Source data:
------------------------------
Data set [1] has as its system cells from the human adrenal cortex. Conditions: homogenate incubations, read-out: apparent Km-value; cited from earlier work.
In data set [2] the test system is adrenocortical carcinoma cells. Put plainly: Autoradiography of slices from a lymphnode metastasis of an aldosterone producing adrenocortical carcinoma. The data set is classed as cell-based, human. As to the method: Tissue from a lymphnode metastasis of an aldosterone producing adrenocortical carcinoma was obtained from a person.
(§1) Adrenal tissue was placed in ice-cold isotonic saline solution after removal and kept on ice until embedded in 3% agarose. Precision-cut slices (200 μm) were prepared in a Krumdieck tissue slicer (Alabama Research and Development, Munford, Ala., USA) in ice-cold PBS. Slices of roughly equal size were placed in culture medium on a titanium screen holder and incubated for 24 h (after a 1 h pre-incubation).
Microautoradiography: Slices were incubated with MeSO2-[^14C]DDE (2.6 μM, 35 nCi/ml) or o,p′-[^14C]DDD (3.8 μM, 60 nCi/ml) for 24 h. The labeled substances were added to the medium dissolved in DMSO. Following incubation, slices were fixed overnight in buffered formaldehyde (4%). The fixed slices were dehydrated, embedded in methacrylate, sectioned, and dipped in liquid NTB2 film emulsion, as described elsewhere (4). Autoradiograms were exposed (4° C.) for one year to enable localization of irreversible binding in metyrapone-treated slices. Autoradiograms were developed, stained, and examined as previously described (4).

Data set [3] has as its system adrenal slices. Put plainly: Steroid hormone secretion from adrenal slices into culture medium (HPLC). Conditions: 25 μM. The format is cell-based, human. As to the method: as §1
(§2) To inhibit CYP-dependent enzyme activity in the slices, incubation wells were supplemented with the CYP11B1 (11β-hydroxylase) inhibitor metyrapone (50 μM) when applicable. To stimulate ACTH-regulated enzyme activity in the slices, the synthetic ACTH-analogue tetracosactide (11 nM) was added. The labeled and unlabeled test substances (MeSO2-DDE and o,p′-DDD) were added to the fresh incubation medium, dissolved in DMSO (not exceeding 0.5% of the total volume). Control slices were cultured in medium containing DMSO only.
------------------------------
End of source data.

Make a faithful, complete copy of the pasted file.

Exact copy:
Data set [1] has as its system cells from the human adrenal cortex. Conditions: homogenate incubations, read-out: apparent Km-value; cited from earlier work.
In data set [2] the test system is adrenocortical carcinoma cells. Put plainly: Autoradiography of slices from a lymphnode metastasis of an aldosterone producing adrenocortical carcinoma. The data set is classed as cell-based, human. As to the method: Tissue from a lymphnode metastasis of an aldosterone producing adrenocortical carcinoma was obtained from a person.
(§1) Adrenal tissue was placed in ice-cold isotonic saline solution after removal and kept on ice until embedded in 3% agarose. Precision-cut slices (200 μm) were prepared in a Krumdieck tissue slicer (Alabama Research and Development, Munford, Ala., USA) in ice-cold PBS. Slices of roughly equal size were placed in culture medium on a titanium screen holder and incubated for 24 h (after a 1 h pre-incubation).
Microautoradiography: Slices were incubated with MeSO2-[^14C]DDE (2.6 μM, 35 nCi/ml) or o,p′-[^14C]DDD (3.8 μM, 60 nCi/ml) for 24 h. The labeled substances were added to the medium dissolved in DMSO. Following incubation, slices were fixed overnight in buffered formaldehyde (4%). The fixed slices were dehydrated, embedded in methacrylate, sectioned, and dipped in liquid NTB2 film emulsion, as described elsewhere (4). Autoradiograms were exposed (4° C.) for one year to enable localization of irreversible binding in metyrapone-treated slices. Autoradiograms were developed, stained, and examined as previously described (4).

Data set [3] has as its system adrenal slices. Put plainly: Steroid hormone secretion from adrenal slices into culture medium (HPLC). Conditions: 25 μM. The format is cell-based, human. As to the method: as §1
(§2) To inhibit CYP-dependent enzyme activity in the slices, incubation wells were supplemented with the CYP11B1 (11β-hydroxylase) inhibitor metyrapone (50 μM) when applicable. To stimulate ACTH-regulated enzyme activity in the slices, the synthetic ACTH-analogue tetracosactide (11 nM) was added. The labeled and unlabeled test substances (MeSO2-DDE and o,p′-DDD) were added to the fresh incubation medium, dissolved in DMSO (not exceeding 0.5% of the total volume). Control slices were cultured in medium containing DMSO only.